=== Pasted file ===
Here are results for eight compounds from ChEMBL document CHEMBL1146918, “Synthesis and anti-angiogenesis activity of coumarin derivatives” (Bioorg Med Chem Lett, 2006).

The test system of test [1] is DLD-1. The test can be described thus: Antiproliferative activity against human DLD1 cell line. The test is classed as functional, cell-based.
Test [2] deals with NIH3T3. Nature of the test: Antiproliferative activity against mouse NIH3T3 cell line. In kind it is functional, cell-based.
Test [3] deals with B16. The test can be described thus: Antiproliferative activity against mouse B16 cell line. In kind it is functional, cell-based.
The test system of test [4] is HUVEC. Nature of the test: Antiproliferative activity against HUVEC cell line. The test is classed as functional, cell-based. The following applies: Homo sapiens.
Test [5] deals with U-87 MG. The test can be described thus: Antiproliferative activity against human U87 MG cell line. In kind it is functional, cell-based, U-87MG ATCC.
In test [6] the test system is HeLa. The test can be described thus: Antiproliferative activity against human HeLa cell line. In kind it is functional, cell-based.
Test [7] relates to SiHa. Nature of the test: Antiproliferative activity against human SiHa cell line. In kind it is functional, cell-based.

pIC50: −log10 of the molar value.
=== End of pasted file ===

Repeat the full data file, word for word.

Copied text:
Here are results for eight compounds from ChEMBL document CHEMBL1146918, “Synthesis and anti-angiogenesis activity of coumarin derivatives” (Bioorg Med Chem Lett, 2006).

The test system of test [1] is DLD-1. The test can be described thus: Antiproliferative activity against human DLD1 cell line. The test is classed as functional, cell-based.
Test [2] deals with NIH3T3. Nature of the test: Antiproliferative activity against mouse NIH3T3 cell line. In kind it is functional, cell-based.
Test [3] deals with B16. The test can be described thus: Antiproliferative activity against mouse B16 cell line. In kind it is functional, cell-based.
The test system of test [4] is HUVEC. Nature of the test: Antiproliferative activity against HUVEC cell line. The test is classed as functional, cell-based. The following applies: Homo sapiens.
Test [5] deals with U-87 MG. The test can be described thus: Antiproliferative activity against human U87 MG cell line. In kind it is functional, cell-based, U-87MG ATCC.
In test [6] the test system is HeLa. The test can be described thus: Antiproliferative activity against human HeLa cell line. In kind it is functional, cell-based.
Test [7] relates to SiHa. Nature of the test: Antiproliferative activity against human SiHa cell line. In kind it is functional, cell-based.

pIC50: −log10 of the molar value.